The turn of a virus

I’ve heard lots of people talking about shingles over the years.  How nasty it is.  How debilitating.  I vaguely knew it was linked to chickenpox.  But I’d never seen it before.

Until, that is, I managed to acquire shingles for myself.

I confess that I became overtired and not a little stressed.  We are trying to move into a new-build office, and liaising with developers does, I think, increase levels of tension; I think I’d liken an office move to having a second full-time job.  I was away, travelling abroad, for five weekends in succession, so didn’t have much time with my four cats (they are usually excellent at stress-busting).  And I kept returning to the office to find mammoth amounts of emails and work piled up, despite trying to keep abreast of emails via my mobile phone while travelling.

After a horribly late last night at work before travelling, on arrival in Portugal, I said “no thanks” to dinner, went straight to my room and slept like a log – only to wake the next morning with a funny rash on my left thigh.  Next morning, I had 25 such rashes, now pus-filled and unpleasant to look at, not to mention uncomfortable.  We were walking a lot, and there seemed to be steps wherever we went, meaning that my trousers rubbed mercilessly at my very uncomfortable leg.  The next day, a Sunday, I had well over 30 rashes on my leg – both the outer leg and my inside leg – and felt thoroughly miserable and exhausted, as despite being very tired I simply couldn’t get comfortable in bed and thus didn’t sleep much.

My hosts kindly took me to a hospital (about an hour’s drive from the mountains where we had stayed the previous night).  Miraculously, I was seen by a kind assessor within about five minutes; she even spoke a little English.  A doctor saw me about five minutes later, and called in two other doctors.  One of them thought I had shingles (herpes zoster) but the others weren’t sure.  They “played safe” by giving me a cortisone injection and some anti-histamine pills, and instructed me to see a doctor immediately on my return to the UK, two days later.  I rejoined the rest of my party and continued on the trip, pretty uncomfortable the whole time.  I made dinner for the first time on the trip on my last night, but it took a special effort – I really felt I’d let our hosts down.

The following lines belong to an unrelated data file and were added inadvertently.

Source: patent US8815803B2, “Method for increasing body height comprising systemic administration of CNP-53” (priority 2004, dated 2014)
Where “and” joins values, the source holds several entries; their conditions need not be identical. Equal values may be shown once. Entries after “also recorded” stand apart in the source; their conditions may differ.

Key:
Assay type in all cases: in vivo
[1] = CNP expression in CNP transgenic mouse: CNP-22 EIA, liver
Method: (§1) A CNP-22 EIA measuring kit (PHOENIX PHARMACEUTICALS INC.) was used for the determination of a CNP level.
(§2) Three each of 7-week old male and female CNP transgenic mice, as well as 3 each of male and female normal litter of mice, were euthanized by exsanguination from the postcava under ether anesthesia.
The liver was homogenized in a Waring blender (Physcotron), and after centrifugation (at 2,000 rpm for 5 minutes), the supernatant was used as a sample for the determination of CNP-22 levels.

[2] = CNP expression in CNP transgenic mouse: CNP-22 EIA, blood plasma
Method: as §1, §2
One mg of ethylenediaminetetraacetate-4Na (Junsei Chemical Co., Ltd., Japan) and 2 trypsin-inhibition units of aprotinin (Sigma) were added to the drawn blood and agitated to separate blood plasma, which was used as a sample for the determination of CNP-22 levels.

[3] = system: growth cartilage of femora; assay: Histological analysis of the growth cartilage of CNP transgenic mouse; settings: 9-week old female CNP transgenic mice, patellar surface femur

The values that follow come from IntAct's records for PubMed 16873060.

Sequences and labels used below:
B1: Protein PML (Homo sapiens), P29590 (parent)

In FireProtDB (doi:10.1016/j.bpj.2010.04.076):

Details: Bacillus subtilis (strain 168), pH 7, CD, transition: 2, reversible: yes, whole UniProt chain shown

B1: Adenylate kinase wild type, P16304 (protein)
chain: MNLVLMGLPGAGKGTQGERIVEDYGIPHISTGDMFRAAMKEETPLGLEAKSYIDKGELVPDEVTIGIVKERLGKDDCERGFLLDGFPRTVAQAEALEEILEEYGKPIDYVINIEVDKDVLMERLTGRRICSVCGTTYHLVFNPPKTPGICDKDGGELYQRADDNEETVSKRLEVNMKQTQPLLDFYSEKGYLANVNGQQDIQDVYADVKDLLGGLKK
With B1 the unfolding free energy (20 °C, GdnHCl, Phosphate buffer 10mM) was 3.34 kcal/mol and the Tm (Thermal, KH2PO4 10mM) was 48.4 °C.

Back in the UK, I saw my GP first thing Tuesday morning.  She’s an experienced older GP, and immediately told me it was shingles – the worst case she’d ever seen.  An antiviral, was prescribed, and strong painkillers.  I was instructed not to go into work – not that it was catching, simply that it was a whole body illness rather than just a skin problem.  As for the cortisone injection, I was told it was the worst thing that I could have had, as it will have prevented my body’s immune system from kicking in and fighting the shingles; ah well!

I don’t normally take painkillers – I’m fortunate enough not to suffer with headaches and the like – but was very grateful for the prescription medicine, which helped me to sleep.  I found out that, once you’ve had chickenpox, you always have the shingles bug sitting in your system, awaiting an opportunity to emerge.  I also found out that, if you have shingles on your head, you need to make sure you get good medical advice ASAP as shingles anywhere near the eyes risks blindness.  Three weeks later, I’ve had the odd day back at work but am what doctors call TATT (tired all the time).  The rashes have become scabs and my leg now just looks a mess, but it is infinitely better.

Shingles, to sum it up, is not much fun!  I shall try to be more careful in future and not to allow myself to get over-tired and over-stressed. Sometimes, easier said than done!

Sue Ockwell